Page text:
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Aldrich Introduction Sound Art as nomenclature for the work of a growing body of artists is in common usage. Major presenters and world-wide opinion leaders in the contemporary art world such as the Whitney Museum of American Art, the Cartier Foundation for Contemporary Art, MassMoca, the Hayward Gallery in London and the ICC in Tokyo routinely present Sound Art. Smaller venues regularly featuring (or in some cases entirely dedicated to) sound installations have appeared in most major cities. Festivals in many different countries focus on the work of Sound Artists who now receive major funding from public and private granting institutions around the world. Sound Art has arrived. It's hot. But what is it? Is Sound Art music? Is it distinct from traditional music in some meaningful way? If so, what is the distinction? I came to this project with no particular thesis. I wanted to ask a diverse group of artists whose work I find interesting, exciting, challenging and intriguing, and who are considered Sound Artists, about their work. What did they think of a categorical Sound Art? I opened each interview with some variation on the question: "What is Sound Art?," then let the conversation organically proceed from there. I came rather quickly to realize that though I may have had no conscious thesis, I had an agenda. I found myself returning repeatedly to a few areas of inquiry in my pursuit of the topic question. Surely the key to unlocking Sound Art lay in discerning difference (vis-a-vis music) in these areas: the sound material used in the construction of the work, or what the piece is made of; the foundational ideas of structure (especially as it contrasts to traditional musical structure), or how the piece is made; the intent of the work, or why the work is made; and the mode of publication of the work, or how is the piece intended to be heard. These were the parameters of my investigation. Not surprisingly, I found these parameters coincided more exactingly or less exactingly to the artists ideas of their work depending on the artist. There is no definitive consensus. That in itself is an important acknowledgement. Sound Art is as diverse as the group of artists that it comprises. But Sound Art is a categorical reality. It has arrived and it has arrived from somewhere and, much like me with this project, it too has its agenda. The artists I interviewed are motivated to inquire and to present their works in a context we previously considered music. So, what is Sound Art? The stuff of musical composition has certainly undergone radical change since WWII. With the advent of magnetic tape, sound recording became (relatively) inexpensive, easy, editable and redo-able. The composer could now utilize any sound that was recordable as material and mold that material into work as different from the popular song or the traditional symphony as the sound of the wind and water is from the sound of a string section. This musique concrete, as Pierre Schaeffer coined it in 1949, begins a line of musical thinking that continues vigorously today and that branches into some of the most important and stimulating work associated with Sound Art. But not just the idea of capturing 'any sound' informs the new musical aesthetic. In short order, with John Cage (in William's Mix, 1952) as with others to follow, the 'found' sound is appropriated as material. The artist need not necessarily record what he or she observes, but can use what the world provides to reflect the way the world is, much the way visual artists did at the beginning of the century (i.e. Braque and Picasso in their papier colle and collage work; Duchamp with his readymades). And if recorded audio material can be appropriated for compositional use, why not translate the sounds that inaudibly surround us? Broadcast sounds are everywhere waiting to be received, and the universe is bombarding us with a steady palette of audio information to be decoded and incorporated in the artistic process. Probably no other previously held musical characteristic has been so radically changed in the last 50 years as the notion that a discrete field of carefully groomed, mathematically-related frequencies is the sole legitimate content of music. And this shift in expectation of content naturally adjusts the listening process in general. Listening to (and for) all sounds as potential material for artistic construction heightens the sense that beauty is observable in the day-to-day world; aesthetic material is always around you, all you have to do is notice. John Cage's notion of silence is just this: Silence is not the absence of sound, but the sound that happens apart from the listener's expectation (or the composer's control). Ambience. This is all fundamentally important today; elemental in the rethinking of what makes up musical composition. There is also a fundamental shift in conceptualizing the instrument which is born of the technology of the latter half of the 20th century, particularly with the advent of the computer. The tape machine begins to be thought of as an instrument. Certainly a microphone is considered by many artists today as a primary instrument. And with the advent of the computer, the ability to capture and manipulate sound (or anything
Game theory as a compositional practice models theories of social organization and human interaction. to dematerialize the work. In the context of music it is the opportunity for publication . but the why. It is a place where the audience is participating. interface and instrument design start to define new models of musical (and overall artistic) activity. The creation of new sounds or radical modification of existing sounds through any number of powerful and fascinating off-the-shelf filtering systems is commonplace today. etc. but philosophical reverberants. Content lies in ideas.e. As this new forum beckoned to the musician. it must transcend the notion of the aesthetic object. Computers also provide the calculating power to create sounds that had not previously existed. Karlheinz Stockhausen with statistical composition all begin to model methods of composition that more and more lead the composer away from the traditional role of constructing an exacting map of what a musical piece sounds like toward a place that more readily accepts the free-ranging material now at the composer's hand. Though the art object continues to be produced and the intuitive manifestation of the individual remains at the core of the artistic impulse. it created the need for a new form and that form became the installation. not in the objects which are the byproducts of those ideas. should the art we make conform to that process? Isn't absolute determinism an inaccurate reflection of the universal order? With this line of questioning Cage directly challenges the traditional thinking of how a musical work is structured. In their refusal to create aesthetic objects merely as commodities for consumption they sought to leave the art gallery behind. Composers now need to explore how the world operates and use their work to reflect that exploration.else that can be reduced to data) is amplified exponentially. from the artists perspective) problematic. with its champions (such as Jackson Pollack) formalizing their innermost workings in bursts of expression. it explodes into the marketplace and the art world at large when it communes with computer technology. the Conceptualist declares. However. politics. mostly from the ranks of the Visual Arts. psychology. the artist now thinks of the same translation when creating work: how is ecology reflected in sound. The art installation is a product of Conceptualism in that it seeks to be a work of art which is not an art object. ecology and environmentalism. how is social organization reflected in compositional structure. rather. harkens back to Cage. Music and video thus had an opportunity to present themselves in a new forum: the gallery environment. Art's true merit lay in its ideas. particularly the personal computer. If the world we perceive is in great part the result of the random behavior of the universe. It is perhaps here that Sound Art truly comes into its own as music gets the opportunity to manifest itself in a way that is less about performance and more about existing in time and space. Though audio synthesis began as an analogue adventure in a few discrete laboratories run by visionary pioneers. Iannis Xenakis with stochastic composition. But it is with the rise of the Conceptual Art movement in the mid-1960s that not only is the how of composition redressed. In the 1950s. theoretically at least. indeed any human pursuit in which the mind is critically engaged. it is Cage who breaks most radically from tradition by introducing intentional randomization as an integral part of the compositional process. It is an environment. how is political activity reflected drama. one of the most interesting things about the computer as an artistic tool is the opportunity to interpret any information by translating it into a common language: computer code. is rejected. And ideas lead to critical thinking which unifies artistic endeavors with philosophy. If art is to be socially relevant. Form is grammar. new and innovative thinking about how that material works compositionally also arises. It is not surprising to note that with the introduction of new material into the musical lexicon. of methods for construction. In this translation process. a sort of hyper-synaesthesia ensues in which all the trackable components of experience can be captured. completing the art work through experiencing the environment. Subsequently. or. content lies elsewhere. So. sound becomes visual. The Conceptual Artists. There is another interesting ramification of the Conceptual Art movement which has quite an impact on the music world (and the new Video Art world as well). the art world now opens up to all disciplines. much as the computer offers an opportunity to translate information from one medium to the next. The Modernist's pretension that formalism is the true realm of Art. in their anti-establishmentarianism revolted against the "gallery system". the notion of the artist as social observer and commentator is out of the bag. which. Again. A (perhaps metaphorical) vacuum was created since the presentation and sale of an idea was (intentionally. any discrete activity can be calculated and repackaged for the senses). sociology. New models of musical activity imply new ideas of structure. They preferred. Field recordings are not just aesthetic objects. John Cage with indeterminacy and chance operations. Art in general becomes a metastructure for cultural goals. As music had previously opened up to all sounds. of course. motion becomes audible. processed and re-expressed as a different experience (i.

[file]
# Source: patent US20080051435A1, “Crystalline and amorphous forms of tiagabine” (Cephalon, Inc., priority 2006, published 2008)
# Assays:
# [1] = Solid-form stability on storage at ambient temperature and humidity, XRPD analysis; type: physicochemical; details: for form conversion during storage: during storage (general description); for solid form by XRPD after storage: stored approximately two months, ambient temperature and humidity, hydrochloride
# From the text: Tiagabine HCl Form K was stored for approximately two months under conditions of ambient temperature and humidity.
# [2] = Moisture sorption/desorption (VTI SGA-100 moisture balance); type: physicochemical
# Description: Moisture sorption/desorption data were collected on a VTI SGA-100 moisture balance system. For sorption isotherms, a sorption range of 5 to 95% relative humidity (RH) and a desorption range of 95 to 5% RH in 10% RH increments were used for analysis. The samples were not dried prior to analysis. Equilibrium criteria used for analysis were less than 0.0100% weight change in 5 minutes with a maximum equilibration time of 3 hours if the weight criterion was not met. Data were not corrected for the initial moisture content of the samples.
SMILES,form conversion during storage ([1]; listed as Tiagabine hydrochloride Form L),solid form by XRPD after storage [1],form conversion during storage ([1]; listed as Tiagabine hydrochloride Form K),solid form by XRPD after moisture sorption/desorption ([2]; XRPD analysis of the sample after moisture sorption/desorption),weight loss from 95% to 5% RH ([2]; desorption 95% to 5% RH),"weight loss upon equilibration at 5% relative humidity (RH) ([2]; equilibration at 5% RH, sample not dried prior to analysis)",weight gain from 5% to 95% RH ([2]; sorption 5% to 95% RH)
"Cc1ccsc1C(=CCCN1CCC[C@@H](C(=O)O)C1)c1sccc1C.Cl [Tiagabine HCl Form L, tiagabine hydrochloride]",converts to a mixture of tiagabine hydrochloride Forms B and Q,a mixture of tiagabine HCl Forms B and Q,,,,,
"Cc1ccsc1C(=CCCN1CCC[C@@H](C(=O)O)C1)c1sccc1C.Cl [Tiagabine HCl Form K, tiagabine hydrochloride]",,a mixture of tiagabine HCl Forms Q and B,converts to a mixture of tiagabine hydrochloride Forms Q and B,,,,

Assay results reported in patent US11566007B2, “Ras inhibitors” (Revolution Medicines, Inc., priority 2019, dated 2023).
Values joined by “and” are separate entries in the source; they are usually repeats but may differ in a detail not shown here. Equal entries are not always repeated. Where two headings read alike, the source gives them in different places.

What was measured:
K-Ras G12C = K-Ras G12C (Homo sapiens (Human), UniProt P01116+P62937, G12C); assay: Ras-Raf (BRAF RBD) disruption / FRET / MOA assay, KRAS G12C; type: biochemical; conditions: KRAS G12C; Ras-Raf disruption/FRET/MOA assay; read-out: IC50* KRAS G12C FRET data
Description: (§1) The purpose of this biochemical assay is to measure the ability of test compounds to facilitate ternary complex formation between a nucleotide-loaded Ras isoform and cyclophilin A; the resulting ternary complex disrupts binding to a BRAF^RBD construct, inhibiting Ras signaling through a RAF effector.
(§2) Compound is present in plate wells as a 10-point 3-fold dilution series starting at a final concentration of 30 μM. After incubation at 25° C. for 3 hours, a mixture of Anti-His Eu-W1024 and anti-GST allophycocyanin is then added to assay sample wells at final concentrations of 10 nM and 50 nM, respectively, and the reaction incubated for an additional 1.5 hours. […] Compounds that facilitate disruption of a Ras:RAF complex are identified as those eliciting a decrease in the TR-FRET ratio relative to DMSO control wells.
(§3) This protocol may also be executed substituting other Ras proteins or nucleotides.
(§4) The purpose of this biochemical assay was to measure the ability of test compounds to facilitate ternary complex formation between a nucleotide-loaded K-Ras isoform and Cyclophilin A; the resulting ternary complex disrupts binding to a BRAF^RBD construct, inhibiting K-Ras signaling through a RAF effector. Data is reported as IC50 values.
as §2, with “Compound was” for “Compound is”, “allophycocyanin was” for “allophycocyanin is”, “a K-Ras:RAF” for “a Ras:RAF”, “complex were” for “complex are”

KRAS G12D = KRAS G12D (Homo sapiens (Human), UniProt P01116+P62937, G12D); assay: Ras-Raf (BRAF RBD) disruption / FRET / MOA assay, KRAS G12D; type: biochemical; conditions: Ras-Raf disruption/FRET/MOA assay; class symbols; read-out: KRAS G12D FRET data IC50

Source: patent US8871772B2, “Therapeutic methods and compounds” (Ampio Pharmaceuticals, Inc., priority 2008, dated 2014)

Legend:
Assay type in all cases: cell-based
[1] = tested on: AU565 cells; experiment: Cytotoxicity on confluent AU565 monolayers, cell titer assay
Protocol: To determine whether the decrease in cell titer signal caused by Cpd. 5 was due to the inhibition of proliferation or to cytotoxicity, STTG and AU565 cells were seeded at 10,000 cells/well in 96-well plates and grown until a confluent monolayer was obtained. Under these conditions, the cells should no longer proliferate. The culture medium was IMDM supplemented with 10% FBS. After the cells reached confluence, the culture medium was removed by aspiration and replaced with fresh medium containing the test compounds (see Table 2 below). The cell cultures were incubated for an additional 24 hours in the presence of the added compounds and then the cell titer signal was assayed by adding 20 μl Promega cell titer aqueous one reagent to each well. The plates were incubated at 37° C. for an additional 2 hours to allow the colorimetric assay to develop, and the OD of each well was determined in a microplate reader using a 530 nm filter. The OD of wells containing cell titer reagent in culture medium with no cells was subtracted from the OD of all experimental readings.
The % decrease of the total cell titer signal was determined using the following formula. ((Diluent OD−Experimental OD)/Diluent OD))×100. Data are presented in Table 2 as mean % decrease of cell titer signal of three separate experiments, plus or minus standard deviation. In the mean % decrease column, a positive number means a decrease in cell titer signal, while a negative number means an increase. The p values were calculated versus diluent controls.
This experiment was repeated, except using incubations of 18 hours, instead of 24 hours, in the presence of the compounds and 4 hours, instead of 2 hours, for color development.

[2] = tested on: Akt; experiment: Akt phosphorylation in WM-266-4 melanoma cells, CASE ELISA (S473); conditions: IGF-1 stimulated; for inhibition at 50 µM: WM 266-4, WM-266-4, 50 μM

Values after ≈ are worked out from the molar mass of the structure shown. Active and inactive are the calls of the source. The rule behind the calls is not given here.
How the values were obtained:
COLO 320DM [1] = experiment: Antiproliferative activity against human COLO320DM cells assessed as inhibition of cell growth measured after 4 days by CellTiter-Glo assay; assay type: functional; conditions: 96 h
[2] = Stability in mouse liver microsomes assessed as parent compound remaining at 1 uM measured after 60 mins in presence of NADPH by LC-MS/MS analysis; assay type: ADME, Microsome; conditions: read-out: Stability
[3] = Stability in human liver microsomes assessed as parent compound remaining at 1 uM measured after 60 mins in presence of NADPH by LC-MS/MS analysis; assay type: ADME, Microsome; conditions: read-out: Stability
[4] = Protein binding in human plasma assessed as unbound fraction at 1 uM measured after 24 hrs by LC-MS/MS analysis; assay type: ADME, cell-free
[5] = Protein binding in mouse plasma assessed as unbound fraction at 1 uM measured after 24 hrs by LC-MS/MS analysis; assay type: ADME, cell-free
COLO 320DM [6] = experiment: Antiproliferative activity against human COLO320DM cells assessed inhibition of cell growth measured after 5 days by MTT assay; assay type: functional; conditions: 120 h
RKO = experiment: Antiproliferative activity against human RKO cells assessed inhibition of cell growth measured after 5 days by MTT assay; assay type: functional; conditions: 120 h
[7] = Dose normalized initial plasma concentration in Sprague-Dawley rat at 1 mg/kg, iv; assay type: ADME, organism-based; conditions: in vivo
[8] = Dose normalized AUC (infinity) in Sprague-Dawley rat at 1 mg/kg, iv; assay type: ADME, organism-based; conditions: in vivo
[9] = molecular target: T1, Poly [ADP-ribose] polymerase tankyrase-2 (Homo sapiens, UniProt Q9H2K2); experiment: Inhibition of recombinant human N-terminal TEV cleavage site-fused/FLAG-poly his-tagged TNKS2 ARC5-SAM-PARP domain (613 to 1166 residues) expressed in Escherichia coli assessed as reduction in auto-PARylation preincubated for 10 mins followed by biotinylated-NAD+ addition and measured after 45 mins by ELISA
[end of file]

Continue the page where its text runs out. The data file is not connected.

So the areas of material. both being fixed in the temporal relationship they will have with the listener. rather than be presented with a form that can only be engaged only in its own time. Stay for five minutes or stay for five hours. 2003 Brooks. behave exactly the same. N. The installation also offers a different spatial context from the traditional music performance. the decision is the listener's. even if the sound is spatially animated and moves about the performance space. The landscape of audio composition today is as broad and rich as it has ever been and the artists working in that landscape utilize many new and fascinating ideas in their pursuits. A traditional music performance will expect the audience member to have a static spacial relationship to the sound. Aldrich August 13. I would like to extend my most sincere thanks to the artists who conceded to participate in this inquiry. This intended personalizing of the experience is the uniqueness of the installation as a mode of publicizing a work of art. intent and mode of publication seem to be key places to look in trying to distinguish how music might have come to be considered Sound Art. listening and awareness while creating new compositional standards and aesthetic milestones as they go. however. ME . structure. and that is the goal. The thought and care and time they offered was gracious and the ideas and experiences relayed are enlightening. they are part and parcel of the same activity. The performance of a piece of music and the recording of a piece of music. The protestation that Sound Art is as much a semantic move as anything else is at points supported in the following interviews. challenging traditional notions of music. the artist working in the post-Conceptual Art world may see no distinction between works of selfexpression and works of social critique. The installation.without performance. in contrast to the installation. It is also the opportunity for an audience to engage work in their own time. B. the time they spend walking through the space. but then again. invites the listener to create his or her own spatial relationship to the piece by moving through it and creating an individualized path or sequence. Just as the notion that the sound of traffic or the wind is musically on par with the sound of the guitar or clarinet is no stretch for the post-Cagean musician. The listener's position in the space will only incur minor variations in experience. This new audition environment frees the listener from that fixed relationship. be it live or recorded.